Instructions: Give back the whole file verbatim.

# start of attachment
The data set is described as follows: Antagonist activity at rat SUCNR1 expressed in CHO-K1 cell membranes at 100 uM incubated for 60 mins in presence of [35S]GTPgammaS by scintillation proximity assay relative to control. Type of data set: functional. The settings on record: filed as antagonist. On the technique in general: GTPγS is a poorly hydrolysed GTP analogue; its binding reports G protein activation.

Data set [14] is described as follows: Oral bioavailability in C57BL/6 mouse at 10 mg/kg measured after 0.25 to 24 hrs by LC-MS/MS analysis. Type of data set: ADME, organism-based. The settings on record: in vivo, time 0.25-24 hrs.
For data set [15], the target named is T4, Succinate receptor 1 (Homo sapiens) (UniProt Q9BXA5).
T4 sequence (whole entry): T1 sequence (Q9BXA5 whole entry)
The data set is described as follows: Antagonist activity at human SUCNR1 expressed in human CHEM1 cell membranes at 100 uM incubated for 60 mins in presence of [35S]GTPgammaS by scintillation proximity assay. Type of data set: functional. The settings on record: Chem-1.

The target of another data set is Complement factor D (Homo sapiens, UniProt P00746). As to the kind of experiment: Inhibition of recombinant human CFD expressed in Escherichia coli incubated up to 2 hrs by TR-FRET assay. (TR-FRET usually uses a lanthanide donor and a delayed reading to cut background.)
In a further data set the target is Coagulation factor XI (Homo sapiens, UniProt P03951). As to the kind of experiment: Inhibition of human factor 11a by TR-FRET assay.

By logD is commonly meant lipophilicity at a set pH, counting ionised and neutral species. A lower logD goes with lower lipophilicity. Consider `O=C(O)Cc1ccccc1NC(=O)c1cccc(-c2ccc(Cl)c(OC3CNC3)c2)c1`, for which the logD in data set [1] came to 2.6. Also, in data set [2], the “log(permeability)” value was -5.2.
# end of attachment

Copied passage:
The data set is described as follows: Antagonist activity at rat SUCNR1 expressed in CHO-K1 cell membranes at 100 uM incubated for 60 mins in presence of [35S]GTPgammaS by scintillation proximity assay relative to control. Type of data set: functional. The settings on record: filed as antagonist. On the technique in general: GTPγS is a poorly hydrolysed GTP analogue; its binding reports G protein activation.

Data set [14] is described as follows: Oral bioavailability in C57BL/6 mouse at 10 mg/kg measured after 0.25 to 24 hrs by LC-MS/MS analysis. Type of data set: ADME, organism-based. The settings on record: in vivo, time 0.25-24 hrs.
For data set [15], the target named is T4, Succinate receptor 1 (Homo sapiens) (UniProt Q9BXA5).
T4 sequence (whole entry): T1 sequence (Q9BXA5 whole entry)
The data set is described as follows: Antagonist activity at human SUCNR1 expressed in human CHEM1 cell membranes at 100 uM incubated for 60 mins in presence of [35S]GTPgammaS by scintillation proximity assay. Type of data set: functional. The settings on record: Chem-1.

The target of another data set is Complement factor D (Homo sapiens, UniProt P00746). As to the kind of experiment: Inhibition of recombinant human CFD expressed in Escherichia coli incubated up to 2 hrs by TR-FRET assay. (TR-FRET usually uses a lanthanide donor and a delayed reading to cut background.)
In a further data set the target is Coagulation factor XI (Homo sapiens, UniProt P03951). As to the kind of experiment: Inhibition of human factor 11a by TR-FRET assay.

By logD is commonly meant lipophilicity at a set pH, counting ionised and neutral species. A lower logD goes with lower lipophilicity. Consider `O=C(O)Cc1ccccc1NC(=O)c1cccc(-c2ccc(Cl)c(OC3CNC3)c2)c1`, for which the logD in data set [1] came to 2.6. Also, in data set [2], the “log(permeability)” value was -5.2.